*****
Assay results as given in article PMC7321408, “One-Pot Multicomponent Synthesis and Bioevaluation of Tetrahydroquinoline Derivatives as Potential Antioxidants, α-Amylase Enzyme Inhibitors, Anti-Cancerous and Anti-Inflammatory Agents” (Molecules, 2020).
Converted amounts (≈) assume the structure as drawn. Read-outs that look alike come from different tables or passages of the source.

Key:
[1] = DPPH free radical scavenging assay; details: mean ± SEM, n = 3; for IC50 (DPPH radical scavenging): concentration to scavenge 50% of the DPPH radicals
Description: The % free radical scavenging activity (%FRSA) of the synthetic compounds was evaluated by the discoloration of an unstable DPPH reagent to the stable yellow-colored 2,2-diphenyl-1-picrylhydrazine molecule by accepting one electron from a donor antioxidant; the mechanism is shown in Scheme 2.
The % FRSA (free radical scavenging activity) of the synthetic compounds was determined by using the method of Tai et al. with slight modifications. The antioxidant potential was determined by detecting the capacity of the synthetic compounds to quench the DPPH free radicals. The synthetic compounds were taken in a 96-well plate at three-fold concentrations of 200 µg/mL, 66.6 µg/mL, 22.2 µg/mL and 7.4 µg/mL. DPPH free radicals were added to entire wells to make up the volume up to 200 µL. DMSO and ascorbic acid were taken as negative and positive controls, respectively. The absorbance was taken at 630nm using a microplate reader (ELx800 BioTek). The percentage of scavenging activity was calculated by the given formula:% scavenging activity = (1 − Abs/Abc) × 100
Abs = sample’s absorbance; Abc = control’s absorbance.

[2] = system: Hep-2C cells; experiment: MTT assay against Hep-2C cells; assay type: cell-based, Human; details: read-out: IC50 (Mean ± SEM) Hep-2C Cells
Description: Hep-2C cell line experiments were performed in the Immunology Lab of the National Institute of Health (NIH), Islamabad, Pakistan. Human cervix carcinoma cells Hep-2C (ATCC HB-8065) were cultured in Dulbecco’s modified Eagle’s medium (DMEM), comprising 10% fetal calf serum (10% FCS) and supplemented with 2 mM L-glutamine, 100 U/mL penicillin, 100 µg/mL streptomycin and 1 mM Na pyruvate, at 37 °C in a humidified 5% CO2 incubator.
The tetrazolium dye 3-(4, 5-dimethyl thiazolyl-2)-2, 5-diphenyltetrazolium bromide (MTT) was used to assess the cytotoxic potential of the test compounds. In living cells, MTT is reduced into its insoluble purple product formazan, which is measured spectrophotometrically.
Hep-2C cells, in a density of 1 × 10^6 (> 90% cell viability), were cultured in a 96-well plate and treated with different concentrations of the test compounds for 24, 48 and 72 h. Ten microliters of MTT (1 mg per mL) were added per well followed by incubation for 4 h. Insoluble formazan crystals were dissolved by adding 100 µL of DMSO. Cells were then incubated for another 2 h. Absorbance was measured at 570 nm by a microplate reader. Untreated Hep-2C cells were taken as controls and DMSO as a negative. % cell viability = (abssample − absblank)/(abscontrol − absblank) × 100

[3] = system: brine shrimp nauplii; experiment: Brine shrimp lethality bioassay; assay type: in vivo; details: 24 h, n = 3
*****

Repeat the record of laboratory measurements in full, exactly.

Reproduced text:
Assay results as given in article PMC7321408, “One-Pot Multicomponent Synthesis and Bioevaluation of Tetrahydroquinoline Derivatives as Potential Antioxidants, α-Amylase Enzyme Inhibitors, Anti-Cancerous and Anti-Inflammatory Agents” (Molecules, 2020).
Converted amounts (≈) assume the structure as drawn. Read-outs that look alike come from different tables or passages of the source.

Key:
[1] = DPPH free radical scavenging assay; details: mean ± SEM, n = 3; for IC50 (DPPH radical scavenging): concentration to scavenge 50% of the DPPH radicals
Description: The % free radical scavenging activity (%FRSA) of the synthetic compounds was evaluated by the discoloration of an unstable DPPH reagent to the stable yellow-colored 2,2-diphenyl-1-picrylhydrazine molecule by accepting one electron from a donor antioxidant; the mechanism is shown in Scheme 2.
The % FRSA (free radical scavenging activity) of the synthetic compounds was determined by using the method of Tai et al. with slight modifications. The antioxidant potential was determined by detecting the capacity of the synthetic compounds to quench the DPPH free radicals. The synthetic compounds were taken in a 96-well plate at three-fold concentrations of 200 µg/mL, 66.6 µg/mL, 22.2 µg/mL and 7.4 µg/mL. DPPH free radicals were added to entire wells to make up the volume up to 200 µL. DMSO and ascorbic acid were taken as negative and positive controls, respectively. The absorbance was taken at 630nm using a microplate reader (ELx800 BioTek). The percentage of scavenging activity was calculated by the given formula:% scavenging activity = (1 − Abs/Abc) × 100
Abs = sample’s absorbance; Abc = control’s absorbance.

[2] = system: Hep-2C cells; experiment: MTT assay against Hep-2C cells; assay type: cell-based, Human; details: read-out: IC50 (Mean ± SEM) Hep-2C Cells
Description: Hep-2C cell line experiments were performed in the Immunology Lab of the National Institute of Health (NIH), Islamabad, Pakistan. Human cervix carcinoma cells Hep-2C (ATCC HB-8065) were cultured in Dulbecco’s modified Eagle’s medium (DMEM), comprising 10% fetal calf serum (10% FCS) and supplemented with 2 mM L-glutamine, 100 U/mL penicillin, 100 µg/mL streptomycin and 1 mM Na pyruvate, at 37 °C in a humidified 5% CO2 incubator.
The tetrazolium dye 3-(4, 5-dimethyl thiazolyl-2)-2, 5-diphenyltetrazolium bromide (MTT) was used to assess the cytotoxic potential of the test compounds. In living cells, MTT is reduced into its insoluble purple product formazan, which is measured spectrophotometrically.
Hep-2C cells, in a density of 1 × 10^6 (> 90% cell viability), were cultured in a 96-well plate and treated with different concentrations of the test compounds for 24, 48 and 72 h. Ten microliters of MTT (1 mg per mL) were added per well followed by incubation for 4 h. Insoluble formazan crystals were dissolved by adding 100 µL of DMSO. Cells were then incubated for another 2 h. Absorbance was measured at 570 nm by a microplate reader. Untreated Hep-2C cells were taken as controls and DMSO as a negative. % cell viability = (abssample − absblank)/(abscontrol − absblank) × 100

[3] = system: brine shrimp nauplii; experiment: Brine shrimp lethality bioassay; assay type: in vivo; details: 24 h, n = 3